Students

SPHL3308 – Speech Production

2021 – Session 1, Special circumstances

Notice

As part of Phase 3 of our return to campus plan, most units will now run tutorials, seminars and other small group activities on campus, and most will keep an online version available to those students unable to return or those who choose to continue their studies online.

To check the availability of face-to-face and online activities for your unit, please go to timetable viewer. To check detailed information on unit assessments visit your unit's iLearn space or consult your unit convenor.

General Information

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Unit convenor and teaching staff Unit convenor and teaching staff Convenor
Michael Proctor
Lecturer
Titia Benders
Lecturer
Anita Szakay
Nick Wilson
Credit points Credit points
10
Prerequisites Prerequisites
(50cp at 2000 level or above including SPHL2216 or SPHL299 or SPH399) OR (Admission to DipSpCom and LING2217 or LING217)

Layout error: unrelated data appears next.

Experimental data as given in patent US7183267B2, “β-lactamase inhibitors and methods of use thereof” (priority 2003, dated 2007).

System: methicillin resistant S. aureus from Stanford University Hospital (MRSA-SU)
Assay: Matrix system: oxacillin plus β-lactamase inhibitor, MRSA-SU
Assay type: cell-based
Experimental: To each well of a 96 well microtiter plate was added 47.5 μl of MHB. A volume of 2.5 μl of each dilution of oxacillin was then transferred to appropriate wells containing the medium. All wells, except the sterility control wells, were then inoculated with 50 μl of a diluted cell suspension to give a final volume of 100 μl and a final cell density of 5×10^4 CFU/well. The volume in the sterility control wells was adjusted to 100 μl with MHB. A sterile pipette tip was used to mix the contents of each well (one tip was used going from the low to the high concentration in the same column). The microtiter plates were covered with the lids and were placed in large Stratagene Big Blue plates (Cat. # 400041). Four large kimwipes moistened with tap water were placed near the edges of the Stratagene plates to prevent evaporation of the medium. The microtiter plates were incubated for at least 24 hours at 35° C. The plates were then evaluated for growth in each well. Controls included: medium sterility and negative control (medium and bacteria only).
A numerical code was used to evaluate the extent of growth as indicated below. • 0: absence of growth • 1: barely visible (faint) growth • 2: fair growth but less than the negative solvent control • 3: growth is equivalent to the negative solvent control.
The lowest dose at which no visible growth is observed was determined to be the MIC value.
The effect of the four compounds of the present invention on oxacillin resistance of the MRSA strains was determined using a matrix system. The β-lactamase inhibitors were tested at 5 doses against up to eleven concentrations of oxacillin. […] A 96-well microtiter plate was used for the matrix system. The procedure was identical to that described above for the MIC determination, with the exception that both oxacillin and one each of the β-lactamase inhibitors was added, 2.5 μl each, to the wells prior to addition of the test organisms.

Corequisites Corequisites
Co-badged status Co-badged status
Unit description Unit description

Speech is one of the most complex, yet most natural human behaviours, involving fine coordination of rapidly moving articulators. In this unit, we explore the mechanisms used by speakers of all languages to produce different consonants, vowels, syllables, and larger phonological structures, in infinitely expressive ways. We examine the anatomy and physiology of respiration, phonation, and articulation; the neuroanatomy and neurophysiology of speech and language; development and evolution of speech; and methods used for studying speech production. Practical exercises include analysis of speech gestures in articulographic data.

Important Academic Dates

Information about important academic dates including deadlines for withdrawing from units are available at https://www.mq.edu.au/study/calendar-of-dates

Learning Outcomes

On successful completion of this unit, you will be able to:

  • ULO1: Demonstrate understanding of respiratory anatomy and physiology, and its use in speech
  • ULO2: Demonstrate advanced knowledge of laryngeal anatomy and phonatory physiology
  • ULO3: Identify the various structures associated with articulatory anatomy and physiology and demonstrate an understanding of how these are employed in speech production
  • ULO4: Demonstrate an understanding of neuroanatomy and neurophysiology of speech and language